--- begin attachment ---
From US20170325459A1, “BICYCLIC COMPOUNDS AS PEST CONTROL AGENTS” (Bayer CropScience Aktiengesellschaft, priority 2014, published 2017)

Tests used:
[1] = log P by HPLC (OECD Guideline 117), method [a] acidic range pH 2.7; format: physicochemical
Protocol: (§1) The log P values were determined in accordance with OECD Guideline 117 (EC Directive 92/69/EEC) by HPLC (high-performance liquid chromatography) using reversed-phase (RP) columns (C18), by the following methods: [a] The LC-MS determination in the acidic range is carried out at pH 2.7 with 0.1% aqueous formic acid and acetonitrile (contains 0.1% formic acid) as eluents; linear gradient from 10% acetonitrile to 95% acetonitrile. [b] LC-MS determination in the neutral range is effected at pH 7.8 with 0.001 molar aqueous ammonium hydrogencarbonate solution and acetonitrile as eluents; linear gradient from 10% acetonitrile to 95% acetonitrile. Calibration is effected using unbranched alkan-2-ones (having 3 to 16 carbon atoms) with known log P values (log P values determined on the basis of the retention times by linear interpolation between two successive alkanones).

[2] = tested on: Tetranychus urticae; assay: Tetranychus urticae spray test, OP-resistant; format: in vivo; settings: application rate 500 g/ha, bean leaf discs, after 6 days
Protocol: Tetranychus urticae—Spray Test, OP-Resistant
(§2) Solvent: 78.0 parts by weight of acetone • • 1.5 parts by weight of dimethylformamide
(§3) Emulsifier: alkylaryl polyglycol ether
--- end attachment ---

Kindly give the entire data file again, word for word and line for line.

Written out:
From US20170325459A1, “BICYCLIC COMPOUNDS AS PEST CONTROL AGENTS” (Bayer CropScience Aktiengesellschaft, priority 2014, published 2017)

Tests used:
[1] = log P by HPLC (OECD Guideline 117), method [a] acidic range pH 2.7; format: physicochemical
Protocol: (§1) The log P values were determined in accordance with OECD Guideline 117 (EC Directive 92/69/EEC) by HPLC (high-performance liquid chromatography) using reversed-phase (RP) columns (C18), by the following methods: [a] The LC-MS determination in the acidic range is carried out at pH 2.7 with 0.1% aqueous formic acid and acetonitrile (contains 0.1% formic acid) as eluents; linear gradient from 10% acetonitrile to 95% acetonitrile. [b] LC-MS determination in the neutral range is effected at pH 7.8 with 0.001 molar aqueous ammonium hydrogencarbonate solution and acetonitrile as eluents; linear gradient from 10% acetonitrile to 95% acetonitrile. Calibration is effected using unbranched alkan-2-ones (having 3 to 16 carbon atoms) with known log P values (log P values determined on the basis of the retention times by linear interpolation between two successive alkanones).

[2] = tested on: Tetranychus urticae; assay: Tetranychus urticae spray test, OP-resistant; format: in vivo; settings: application rate 500 g/ha, bean leaf discs, after 6 days
Protocol: Tetranychus urticae—Spray Test, OP-Resistant
(§2) Solvent: 78.0 parts by weight of acetone • • 1.5 parts by weight of dimethylformamide
(§3) Emulsifier: alkylaryl polyglycol ether